Statue or shame? How should football remember Roman Abramovich’s time at Chelsea?


Roman Abramovich’s 19 years as owner of Chelsea Football Club are coming to an end. The impact he has had on the club’s results on the pitch cannot be overstated. He took over a team that had only won one league title in its history. Five more Premier League titles were won under his leadership. Not to mention two Champions League trophies, eight domestic cups and two Europa League victories. Trophies were in short supply when Abramovich first came to Stamford Bridge. Today they are mandatory.

But in recent months Abramovich’s ownership of the club has become complicated. Alleged links between the oligarch and Russian President Vladimir Putin have come under scrutiny. After Russia invaded Ukraine, Abramovich’s ties to the regime drew sanctions from the British government. His reputation was tarnished, necessitating the sale of the club.

Funds from the £4.25 billion sale to Todd Boehly and Clearlake Capital will not benefit Abramovich and will instead be placed by the government in a fund for charitable distributions to victims of the Russian invasion. But money is black and white. It can be moved and it can be invested. Reputations are more difficult to manipulate. Despite all the criticism Abramovich has come under due to his links to Putin, some of the Chelsea supporters are ready to defend him.

“#ThankYouRoman” has been tweeted numerous times since the Boehly purchase was confirmed. Chelsea influencer Astrid Wett’s tweet calling for a statue of Abramovich to be erected in front of Stamford Bridge garnered over 4,000 likes. She wasn’t the only one to make this suggestion and receive hundreds of positive responses for doing so. Part of the Chelsea fans are very grateful for the Roman Abramovich years and consider him a hero despite the realities of the Russian-Ukrainian conflict.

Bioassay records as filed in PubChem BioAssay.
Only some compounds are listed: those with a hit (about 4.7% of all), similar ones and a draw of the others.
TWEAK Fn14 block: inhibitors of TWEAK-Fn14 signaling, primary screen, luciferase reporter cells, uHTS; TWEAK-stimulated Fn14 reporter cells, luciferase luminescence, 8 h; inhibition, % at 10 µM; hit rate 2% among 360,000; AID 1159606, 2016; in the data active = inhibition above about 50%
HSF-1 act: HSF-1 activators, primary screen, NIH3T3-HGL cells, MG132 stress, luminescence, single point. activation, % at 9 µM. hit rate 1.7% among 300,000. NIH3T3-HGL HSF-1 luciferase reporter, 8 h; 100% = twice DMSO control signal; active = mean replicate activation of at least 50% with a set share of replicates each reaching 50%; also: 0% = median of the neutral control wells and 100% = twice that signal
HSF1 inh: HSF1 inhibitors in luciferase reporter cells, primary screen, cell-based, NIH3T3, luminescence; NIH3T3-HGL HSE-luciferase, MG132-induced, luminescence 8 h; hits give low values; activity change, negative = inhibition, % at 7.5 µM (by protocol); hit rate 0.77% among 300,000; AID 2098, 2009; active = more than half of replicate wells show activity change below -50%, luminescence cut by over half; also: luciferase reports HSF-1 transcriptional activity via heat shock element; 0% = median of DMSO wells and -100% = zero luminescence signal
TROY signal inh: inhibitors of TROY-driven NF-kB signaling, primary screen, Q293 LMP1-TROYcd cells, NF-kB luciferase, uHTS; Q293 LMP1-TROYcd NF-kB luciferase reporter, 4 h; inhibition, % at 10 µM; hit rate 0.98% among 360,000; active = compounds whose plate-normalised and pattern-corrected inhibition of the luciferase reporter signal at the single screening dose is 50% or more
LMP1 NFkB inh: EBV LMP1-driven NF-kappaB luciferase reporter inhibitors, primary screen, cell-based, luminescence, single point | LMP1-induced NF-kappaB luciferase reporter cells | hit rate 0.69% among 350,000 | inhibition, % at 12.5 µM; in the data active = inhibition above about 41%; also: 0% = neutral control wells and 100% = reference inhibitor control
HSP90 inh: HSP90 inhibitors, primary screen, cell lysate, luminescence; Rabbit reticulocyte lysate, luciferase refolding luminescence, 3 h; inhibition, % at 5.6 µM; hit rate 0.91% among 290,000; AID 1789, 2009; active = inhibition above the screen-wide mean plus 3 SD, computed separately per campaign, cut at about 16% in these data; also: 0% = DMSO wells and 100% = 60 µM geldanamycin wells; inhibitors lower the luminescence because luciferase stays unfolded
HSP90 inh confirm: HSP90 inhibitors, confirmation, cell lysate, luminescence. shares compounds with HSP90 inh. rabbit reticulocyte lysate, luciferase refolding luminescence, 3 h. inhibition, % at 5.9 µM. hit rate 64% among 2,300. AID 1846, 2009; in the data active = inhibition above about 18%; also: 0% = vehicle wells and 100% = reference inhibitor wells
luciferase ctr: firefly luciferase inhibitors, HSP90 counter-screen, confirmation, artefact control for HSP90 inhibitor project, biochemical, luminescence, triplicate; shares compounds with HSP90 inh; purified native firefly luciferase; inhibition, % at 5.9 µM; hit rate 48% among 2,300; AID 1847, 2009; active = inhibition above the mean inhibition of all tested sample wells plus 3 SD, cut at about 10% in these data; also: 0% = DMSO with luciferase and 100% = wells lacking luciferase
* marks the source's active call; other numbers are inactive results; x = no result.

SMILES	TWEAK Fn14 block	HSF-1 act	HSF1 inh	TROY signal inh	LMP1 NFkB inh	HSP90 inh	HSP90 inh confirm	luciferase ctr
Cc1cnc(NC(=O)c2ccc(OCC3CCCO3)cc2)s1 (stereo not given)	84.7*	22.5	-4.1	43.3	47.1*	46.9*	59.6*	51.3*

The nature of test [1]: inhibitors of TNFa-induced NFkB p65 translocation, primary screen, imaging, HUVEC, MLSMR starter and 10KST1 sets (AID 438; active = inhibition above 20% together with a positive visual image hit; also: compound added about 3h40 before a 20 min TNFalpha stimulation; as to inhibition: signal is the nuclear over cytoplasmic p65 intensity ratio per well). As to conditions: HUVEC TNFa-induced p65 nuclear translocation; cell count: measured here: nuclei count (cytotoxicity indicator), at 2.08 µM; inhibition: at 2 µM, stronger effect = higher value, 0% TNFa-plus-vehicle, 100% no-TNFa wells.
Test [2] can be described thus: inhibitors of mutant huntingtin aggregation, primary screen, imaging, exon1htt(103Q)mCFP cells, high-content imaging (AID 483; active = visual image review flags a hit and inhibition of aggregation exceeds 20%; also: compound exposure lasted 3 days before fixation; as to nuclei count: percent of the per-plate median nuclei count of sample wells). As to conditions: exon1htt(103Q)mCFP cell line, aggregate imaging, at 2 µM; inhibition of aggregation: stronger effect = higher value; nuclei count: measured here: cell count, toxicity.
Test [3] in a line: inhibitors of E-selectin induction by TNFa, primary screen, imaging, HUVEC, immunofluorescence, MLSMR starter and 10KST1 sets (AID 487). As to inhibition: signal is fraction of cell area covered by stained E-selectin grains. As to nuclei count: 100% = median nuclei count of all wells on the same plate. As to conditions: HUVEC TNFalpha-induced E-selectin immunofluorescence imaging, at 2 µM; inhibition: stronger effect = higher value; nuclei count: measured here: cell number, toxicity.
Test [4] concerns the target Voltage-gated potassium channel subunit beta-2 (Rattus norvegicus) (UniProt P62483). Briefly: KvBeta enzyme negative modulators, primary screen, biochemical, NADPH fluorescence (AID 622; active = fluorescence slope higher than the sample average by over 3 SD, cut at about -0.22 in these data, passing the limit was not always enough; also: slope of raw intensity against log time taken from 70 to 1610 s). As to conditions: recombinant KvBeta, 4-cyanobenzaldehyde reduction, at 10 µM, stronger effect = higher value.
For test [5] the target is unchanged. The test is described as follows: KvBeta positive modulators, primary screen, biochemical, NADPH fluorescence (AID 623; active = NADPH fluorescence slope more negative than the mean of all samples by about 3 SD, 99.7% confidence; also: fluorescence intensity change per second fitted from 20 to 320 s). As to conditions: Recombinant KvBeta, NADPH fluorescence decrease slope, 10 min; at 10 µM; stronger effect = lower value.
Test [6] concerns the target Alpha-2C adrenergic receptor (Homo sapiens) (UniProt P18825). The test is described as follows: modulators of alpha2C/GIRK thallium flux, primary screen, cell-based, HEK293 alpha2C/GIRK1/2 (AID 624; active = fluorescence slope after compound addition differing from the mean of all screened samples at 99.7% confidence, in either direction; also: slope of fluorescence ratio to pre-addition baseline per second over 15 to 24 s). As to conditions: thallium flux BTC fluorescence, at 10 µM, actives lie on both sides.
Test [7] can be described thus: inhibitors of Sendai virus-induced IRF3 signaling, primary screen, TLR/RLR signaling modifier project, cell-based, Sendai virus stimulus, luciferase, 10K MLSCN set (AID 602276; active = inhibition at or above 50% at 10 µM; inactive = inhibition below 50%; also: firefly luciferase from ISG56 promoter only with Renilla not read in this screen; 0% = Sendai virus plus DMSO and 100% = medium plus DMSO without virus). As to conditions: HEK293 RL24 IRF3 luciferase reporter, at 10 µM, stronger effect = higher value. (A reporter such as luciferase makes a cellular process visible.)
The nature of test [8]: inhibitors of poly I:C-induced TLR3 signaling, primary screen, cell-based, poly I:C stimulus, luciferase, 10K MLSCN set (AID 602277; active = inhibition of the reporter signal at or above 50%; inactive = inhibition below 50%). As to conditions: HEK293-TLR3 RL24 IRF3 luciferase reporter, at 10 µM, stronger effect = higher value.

Football fans are increasingly being asked to face moral dilemmas as part of their experience. Manchester City and Newcastle United fans cannot escape the specter of human rights abusers who own their respective clubs. Magpies boss Eddie Howe has at least been asked the question, but despite all the praise for City and Pep Guardiola, so much is swept under the rug at the Etihad that it’s impossible to enter the home without tripping over an inconvenient truth.

Now it’s the turn of Chelsea fans to be confronted with the actions of their outgoing owner. For some diehard Blues, they’re probably grateful that Abramovich is going, taking his toxic baggage with him. But others go to great lengths to worship him, even in the face of harrowing daily dispatches on the war in Ukraine. Football fans are not politicians or thought leaders, nor can they be expected to tailor their opinions to social acceptability. But at the same time, no trophy is worth a life and, despite Chelsea’s golden age under Abramovich’s stewardship, a statue seems insensitive.

Like it or not, Abramovich’s time at Chelsea will always carry an asterisk. The way it ended will always serve as an epilogue to the joyful trophy lifting and pomp of Bridge heroes like Didier Drogba, Frank Lampard and John Terry. No one can dispute that Abramovich was an efficient football club owner, and Chelsea supporters certainly cannot be blamed for looking back on this period with fondness. They have seen their club grow from a mid-table cup team to a European giant. Any fan would rejoice in such a journey. But maybe it’s time to stop idolizing the man who funded it.


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